Military seizes power after death of Guinea's 'big man'

Mystery illness ends 25 years of tyrannical rule
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General Lansana Conté, one of Africa's last "big men", was pronounced dead yesterday, sparking a succession battle in the impoverished west African country of Guinea.

The President, who was famously so paranoid that he would not confirm his own age, had held power since leading a coup in 1984 and was believed to have been in his seventies.

Within hours of the dictator's death, a junior army officer representing the "National Council for Democracy" made a broadcast on state radio and television announcing that the council was taking over. "The government is dissolved," said Captain Moussa Camara, the apparent coup leader.

"The institutions of the republic are dissolved... From this moment on, the council is taking charge of the destiny of the Guinean people."

The Prime Minister, Ahmed Tidiane Souaré, contradicted the claim, announcing in a state broadcast that he was inside his office and that his government had not been dissolved.

Soldiers and three tanks were later seen approaching his office but their aims and allegiance were unclear.

The army head, General Diarra Camara, no relative of the coup leader, said he thought the mutinous soldiers were "in a minority" in the army.

Much of the confusion is attributable to the lack of any succession plan by General Conté, whose aims extended only as far as the end of his own life.

He ruled the former French colony for almost 25 years, one of a dwindling band of so-called "big men" which includes Gabon's Omar Bongo and Zimbabwe's Robert Mugabe, who have resisted all efforts to unseat them.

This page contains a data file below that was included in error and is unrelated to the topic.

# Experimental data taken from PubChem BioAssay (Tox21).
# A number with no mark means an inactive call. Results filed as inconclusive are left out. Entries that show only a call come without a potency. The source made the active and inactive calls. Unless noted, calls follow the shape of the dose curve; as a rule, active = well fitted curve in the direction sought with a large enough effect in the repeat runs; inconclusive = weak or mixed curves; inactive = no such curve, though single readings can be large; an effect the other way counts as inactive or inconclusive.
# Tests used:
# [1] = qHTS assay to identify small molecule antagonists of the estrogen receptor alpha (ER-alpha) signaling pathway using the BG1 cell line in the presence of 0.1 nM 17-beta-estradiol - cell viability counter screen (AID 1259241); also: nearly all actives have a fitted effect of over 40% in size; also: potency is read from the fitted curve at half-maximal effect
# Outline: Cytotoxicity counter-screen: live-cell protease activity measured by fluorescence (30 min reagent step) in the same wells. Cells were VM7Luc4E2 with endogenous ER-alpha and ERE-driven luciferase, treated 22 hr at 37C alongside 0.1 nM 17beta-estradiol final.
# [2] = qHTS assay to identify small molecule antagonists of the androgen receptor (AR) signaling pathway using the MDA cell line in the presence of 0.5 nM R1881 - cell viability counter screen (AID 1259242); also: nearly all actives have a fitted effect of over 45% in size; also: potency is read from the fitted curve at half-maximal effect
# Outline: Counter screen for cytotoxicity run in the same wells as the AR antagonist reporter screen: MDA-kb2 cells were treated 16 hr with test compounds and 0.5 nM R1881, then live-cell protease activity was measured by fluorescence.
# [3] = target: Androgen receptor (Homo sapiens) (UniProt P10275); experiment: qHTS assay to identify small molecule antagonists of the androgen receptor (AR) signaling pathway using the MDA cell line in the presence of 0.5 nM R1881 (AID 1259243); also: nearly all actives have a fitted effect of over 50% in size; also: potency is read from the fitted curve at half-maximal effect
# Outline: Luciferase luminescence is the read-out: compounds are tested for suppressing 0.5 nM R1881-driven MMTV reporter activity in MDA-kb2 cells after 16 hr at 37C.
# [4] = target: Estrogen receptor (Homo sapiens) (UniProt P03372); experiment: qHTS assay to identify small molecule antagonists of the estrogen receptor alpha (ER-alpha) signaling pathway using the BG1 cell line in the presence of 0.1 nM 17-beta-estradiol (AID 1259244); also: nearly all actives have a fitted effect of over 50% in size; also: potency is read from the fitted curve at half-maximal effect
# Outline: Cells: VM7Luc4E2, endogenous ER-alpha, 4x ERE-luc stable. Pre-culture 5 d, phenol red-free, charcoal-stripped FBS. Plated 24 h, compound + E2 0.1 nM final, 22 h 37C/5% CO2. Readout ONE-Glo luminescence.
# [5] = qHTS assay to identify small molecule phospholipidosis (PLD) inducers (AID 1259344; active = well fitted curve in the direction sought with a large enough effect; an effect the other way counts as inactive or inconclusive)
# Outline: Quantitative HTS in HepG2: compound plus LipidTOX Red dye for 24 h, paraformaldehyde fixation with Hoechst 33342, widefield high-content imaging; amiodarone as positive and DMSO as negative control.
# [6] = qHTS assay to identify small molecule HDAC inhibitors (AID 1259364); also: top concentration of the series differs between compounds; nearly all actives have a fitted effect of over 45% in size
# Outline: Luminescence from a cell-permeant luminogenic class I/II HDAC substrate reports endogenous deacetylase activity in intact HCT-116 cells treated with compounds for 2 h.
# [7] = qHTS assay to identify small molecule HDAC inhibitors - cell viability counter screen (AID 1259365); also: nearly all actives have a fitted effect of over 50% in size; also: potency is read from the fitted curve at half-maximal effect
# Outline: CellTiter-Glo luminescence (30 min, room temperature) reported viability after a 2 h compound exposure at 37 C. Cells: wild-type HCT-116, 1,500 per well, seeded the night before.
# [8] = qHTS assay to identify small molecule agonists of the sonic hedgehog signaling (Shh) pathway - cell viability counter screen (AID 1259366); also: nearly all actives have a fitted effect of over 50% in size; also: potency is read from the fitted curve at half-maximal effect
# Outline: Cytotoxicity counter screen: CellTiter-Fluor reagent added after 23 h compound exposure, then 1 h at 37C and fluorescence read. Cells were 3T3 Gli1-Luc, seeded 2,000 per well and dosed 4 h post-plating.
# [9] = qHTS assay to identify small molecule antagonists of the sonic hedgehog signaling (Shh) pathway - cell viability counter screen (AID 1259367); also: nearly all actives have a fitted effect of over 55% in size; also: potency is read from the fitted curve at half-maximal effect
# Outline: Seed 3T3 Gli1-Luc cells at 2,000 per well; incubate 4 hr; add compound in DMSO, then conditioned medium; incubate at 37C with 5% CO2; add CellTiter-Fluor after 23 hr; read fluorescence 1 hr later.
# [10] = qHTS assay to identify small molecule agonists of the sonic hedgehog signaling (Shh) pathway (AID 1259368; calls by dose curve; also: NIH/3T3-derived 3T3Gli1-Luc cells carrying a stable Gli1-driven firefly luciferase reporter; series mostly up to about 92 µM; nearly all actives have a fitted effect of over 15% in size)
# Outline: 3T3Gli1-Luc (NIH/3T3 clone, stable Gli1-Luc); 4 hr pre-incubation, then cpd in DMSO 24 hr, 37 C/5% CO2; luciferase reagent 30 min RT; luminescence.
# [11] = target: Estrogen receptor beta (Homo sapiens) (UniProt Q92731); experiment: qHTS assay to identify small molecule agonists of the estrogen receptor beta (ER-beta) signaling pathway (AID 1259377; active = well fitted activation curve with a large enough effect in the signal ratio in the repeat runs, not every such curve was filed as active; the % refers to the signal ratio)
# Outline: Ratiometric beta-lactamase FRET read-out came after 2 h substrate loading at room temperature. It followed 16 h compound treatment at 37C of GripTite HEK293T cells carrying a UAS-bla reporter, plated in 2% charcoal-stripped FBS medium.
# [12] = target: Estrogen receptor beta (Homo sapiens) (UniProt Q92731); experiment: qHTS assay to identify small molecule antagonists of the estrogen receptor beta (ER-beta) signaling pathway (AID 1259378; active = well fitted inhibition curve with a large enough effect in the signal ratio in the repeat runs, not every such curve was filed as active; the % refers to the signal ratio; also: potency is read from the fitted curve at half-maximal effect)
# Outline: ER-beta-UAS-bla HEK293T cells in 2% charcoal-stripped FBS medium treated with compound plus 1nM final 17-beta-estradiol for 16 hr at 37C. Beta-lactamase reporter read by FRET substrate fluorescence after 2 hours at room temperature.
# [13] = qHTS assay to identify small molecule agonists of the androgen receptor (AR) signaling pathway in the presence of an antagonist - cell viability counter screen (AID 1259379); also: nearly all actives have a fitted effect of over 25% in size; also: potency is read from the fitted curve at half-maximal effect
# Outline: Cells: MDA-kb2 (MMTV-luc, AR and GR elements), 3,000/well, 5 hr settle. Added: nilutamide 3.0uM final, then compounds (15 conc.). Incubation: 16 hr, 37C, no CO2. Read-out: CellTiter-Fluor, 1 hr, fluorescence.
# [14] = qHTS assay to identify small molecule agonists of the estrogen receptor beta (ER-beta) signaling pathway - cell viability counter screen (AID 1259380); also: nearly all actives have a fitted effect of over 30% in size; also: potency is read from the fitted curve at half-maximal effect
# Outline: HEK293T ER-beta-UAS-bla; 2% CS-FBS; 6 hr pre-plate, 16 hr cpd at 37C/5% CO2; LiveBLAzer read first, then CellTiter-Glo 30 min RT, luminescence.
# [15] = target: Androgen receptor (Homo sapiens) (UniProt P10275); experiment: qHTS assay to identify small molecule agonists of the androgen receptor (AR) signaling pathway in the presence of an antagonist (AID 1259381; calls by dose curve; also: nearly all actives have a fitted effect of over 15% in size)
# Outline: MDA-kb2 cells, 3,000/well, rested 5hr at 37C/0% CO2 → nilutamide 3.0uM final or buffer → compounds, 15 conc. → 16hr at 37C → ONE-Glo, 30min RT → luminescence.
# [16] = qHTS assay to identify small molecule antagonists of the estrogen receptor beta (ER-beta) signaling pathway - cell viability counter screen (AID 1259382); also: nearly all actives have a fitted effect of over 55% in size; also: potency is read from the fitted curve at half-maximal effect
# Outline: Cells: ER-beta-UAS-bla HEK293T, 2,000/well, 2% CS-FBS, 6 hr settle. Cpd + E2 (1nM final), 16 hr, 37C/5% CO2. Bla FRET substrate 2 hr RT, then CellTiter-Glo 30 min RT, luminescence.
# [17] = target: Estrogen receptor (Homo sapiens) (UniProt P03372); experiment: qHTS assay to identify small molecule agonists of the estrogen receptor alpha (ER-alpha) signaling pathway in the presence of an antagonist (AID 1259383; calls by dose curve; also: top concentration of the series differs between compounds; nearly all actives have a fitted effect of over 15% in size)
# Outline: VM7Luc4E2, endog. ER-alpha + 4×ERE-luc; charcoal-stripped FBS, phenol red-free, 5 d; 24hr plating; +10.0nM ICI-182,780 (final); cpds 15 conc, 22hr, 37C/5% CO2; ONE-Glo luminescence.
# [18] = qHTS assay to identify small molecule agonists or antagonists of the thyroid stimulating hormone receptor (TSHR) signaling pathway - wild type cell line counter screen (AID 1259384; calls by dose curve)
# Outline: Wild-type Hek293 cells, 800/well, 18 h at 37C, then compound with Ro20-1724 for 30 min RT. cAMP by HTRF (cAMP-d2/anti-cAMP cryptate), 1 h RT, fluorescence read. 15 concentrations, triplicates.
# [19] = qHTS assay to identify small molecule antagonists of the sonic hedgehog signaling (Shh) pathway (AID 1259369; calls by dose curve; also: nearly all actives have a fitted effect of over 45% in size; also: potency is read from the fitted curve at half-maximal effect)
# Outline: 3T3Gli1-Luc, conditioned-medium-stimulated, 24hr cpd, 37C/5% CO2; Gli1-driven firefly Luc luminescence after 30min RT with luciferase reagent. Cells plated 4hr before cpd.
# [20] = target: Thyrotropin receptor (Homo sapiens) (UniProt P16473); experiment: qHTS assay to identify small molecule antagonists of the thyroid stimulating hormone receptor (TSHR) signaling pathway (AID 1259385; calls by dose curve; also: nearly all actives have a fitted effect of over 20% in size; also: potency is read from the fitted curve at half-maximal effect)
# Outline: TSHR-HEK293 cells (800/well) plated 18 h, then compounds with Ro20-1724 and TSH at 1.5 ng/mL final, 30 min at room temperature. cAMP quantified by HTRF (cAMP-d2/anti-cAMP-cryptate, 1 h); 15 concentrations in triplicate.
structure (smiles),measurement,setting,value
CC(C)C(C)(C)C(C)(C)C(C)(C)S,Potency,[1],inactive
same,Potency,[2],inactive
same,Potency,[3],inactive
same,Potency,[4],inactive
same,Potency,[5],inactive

Like Mr Mugabe, General Conté used rigged elections and referendums to disguise authoritarian rule and remove constitutional term limits.

The nature of his illness was unknown. He took over in a bloodless coup from the previous president, Ahmed Sékou Touré, when Mr Sékou Touré died during an operation in New York. Formerly an officer in the French army, General Conté was a chain-smoking diabetic with well-known health problems. The capital, Conakry, has been awash with rumours of his deteriorating health but when a newspaper published a photograph of him struggling to stand up, the editor was arrested and the paper had to print a different photograph showing the leader to be in good health.

Similar rumours at the election in 2003 prompted him to make a television address in which he said: "Everybody dies. Even the Prophet died. I will die when Allah wants me to."

Guinea is a potentially rich country with fertile uplands and naturally irrigated coastal plains that should be the mainstay of an agricultural economy. In addition to recent oil finds, it has vast deposits of iron ore and half of the world's bauxite aluminium ore.

Despite this, most of the population lives on less than $1 a day and human rights abuses have been rife during Guinea's 50 years of independence.

More than 150 protesters were killed last year after General Conté's deeply unpopular presidential guard opened fire on a public march.

Mr Sékou Touré, independent Guinea's first leader, became a pan-African hero in 1959 when he snubbed France's offer of a watered down independence in return for financial assistance. Foreign mining interests have been largely unaffected by the political instability and poverty and the money generated from these concessions has created a tiny ultra-rich elite.

Increasing unrest has raised concerns that a violent battle could be waged to succeed the dead President.

The National Assembly president, Aboubacar Somparé, who under the constitution should take over as the interim head of state, said the outcome of the attempted coup was unclear and that the group responsible for it represented only "part" of the army.

There are some signs that the young officers have public support, with locals cheering "president, president" at soldiers in passing tanks.

Earlier in the day, the coup leader Capt Camara, cited what he called widespread corruption and a "catastrophic economic situation" to justify dissolving the government.

He said that the council would oversee the appointment of a new president and told civilians to stay inside.